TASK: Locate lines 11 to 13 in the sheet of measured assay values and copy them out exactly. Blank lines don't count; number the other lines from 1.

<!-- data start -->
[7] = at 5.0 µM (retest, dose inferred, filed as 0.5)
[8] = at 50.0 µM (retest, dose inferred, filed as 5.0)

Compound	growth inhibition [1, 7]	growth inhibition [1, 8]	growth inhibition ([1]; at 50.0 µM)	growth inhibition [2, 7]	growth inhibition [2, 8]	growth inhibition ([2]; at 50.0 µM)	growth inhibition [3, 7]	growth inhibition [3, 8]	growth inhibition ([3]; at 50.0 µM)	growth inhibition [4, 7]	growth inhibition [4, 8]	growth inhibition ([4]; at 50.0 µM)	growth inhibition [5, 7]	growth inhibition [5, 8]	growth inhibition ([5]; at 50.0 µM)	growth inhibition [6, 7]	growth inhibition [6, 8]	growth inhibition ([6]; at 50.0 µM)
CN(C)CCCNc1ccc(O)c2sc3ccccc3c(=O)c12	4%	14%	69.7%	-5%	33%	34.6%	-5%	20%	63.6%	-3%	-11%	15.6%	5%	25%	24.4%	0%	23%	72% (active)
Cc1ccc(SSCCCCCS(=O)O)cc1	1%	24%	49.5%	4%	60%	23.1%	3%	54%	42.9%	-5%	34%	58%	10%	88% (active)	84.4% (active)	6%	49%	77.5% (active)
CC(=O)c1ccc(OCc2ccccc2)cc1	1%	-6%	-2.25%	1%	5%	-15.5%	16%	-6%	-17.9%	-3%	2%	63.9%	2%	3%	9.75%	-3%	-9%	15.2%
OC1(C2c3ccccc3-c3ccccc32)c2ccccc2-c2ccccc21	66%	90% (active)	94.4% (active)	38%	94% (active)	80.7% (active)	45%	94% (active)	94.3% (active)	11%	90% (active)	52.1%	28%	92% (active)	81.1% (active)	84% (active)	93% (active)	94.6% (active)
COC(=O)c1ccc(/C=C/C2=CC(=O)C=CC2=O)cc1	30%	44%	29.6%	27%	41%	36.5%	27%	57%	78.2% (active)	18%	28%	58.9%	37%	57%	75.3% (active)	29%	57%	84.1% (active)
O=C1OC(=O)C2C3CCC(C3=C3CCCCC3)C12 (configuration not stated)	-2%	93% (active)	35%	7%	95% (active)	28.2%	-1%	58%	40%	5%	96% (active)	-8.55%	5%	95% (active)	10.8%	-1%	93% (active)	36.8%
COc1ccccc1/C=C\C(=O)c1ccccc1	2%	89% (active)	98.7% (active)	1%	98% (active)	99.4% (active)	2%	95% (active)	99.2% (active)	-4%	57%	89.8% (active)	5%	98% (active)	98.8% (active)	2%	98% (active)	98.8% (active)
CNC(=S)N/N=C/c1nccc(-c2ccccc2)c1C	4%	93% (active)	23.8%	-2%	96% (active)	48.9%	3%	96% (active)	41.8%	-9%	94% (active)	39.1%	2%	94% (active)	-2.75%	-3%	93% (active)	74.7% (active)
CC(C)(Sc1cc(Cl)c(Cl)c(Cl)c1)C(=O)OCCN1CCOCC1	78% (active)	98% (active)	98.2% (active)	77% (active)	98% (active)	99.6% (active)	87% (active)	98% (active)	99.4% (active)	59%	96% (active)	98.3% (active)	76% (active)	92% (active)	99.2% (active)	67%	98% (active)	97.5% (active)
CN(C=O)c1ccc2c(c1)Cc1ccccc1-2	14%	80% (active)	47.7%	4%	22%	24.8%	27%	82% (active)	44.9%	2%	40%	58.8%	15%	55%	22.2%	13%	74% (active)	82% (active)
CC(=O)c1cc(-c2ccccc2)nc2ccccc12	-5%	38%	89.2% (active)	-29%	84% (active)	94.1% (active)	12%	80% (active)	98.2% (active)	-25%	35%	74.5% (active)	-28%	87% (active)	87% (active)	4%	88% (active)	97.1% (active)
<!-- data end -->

CNC(=S)N/N=C/c1nccc(-c2ccccc2)c1C	4%	93% (active)	23.8%	-2%	96% (active)	48.9%	3%	96% (active)	41.8%	-9%	94% (active)	39.1%	2%	94% (active)	-2.75%	-3%	93% (active)	74.7% (active)
CC(C)(Sc1cc(Cl)c(Cl)c(Cl)c1)C(=O)OCCN1CCOCC1	78% (active)	98% (active)	98.2% (active)	77% (active)	98% (active)	99.6% (active)	87% (active)	98% (active)	99.4% (active)	59%	96% (active)	98.3% (active)	76% (active)	92% (active)	99.2% (active)	67%	98% (active)	97.5% (active)
CN(C=O)c1ccc2c(c1)Cc1ccccc1-2	14%	80% (active)	47.7%	4%	22%	24.8%	27%	82% (active)	44.9%	2%	40%	58.8%	15%	55%	22.2%	13%	74% (active)	82% (active)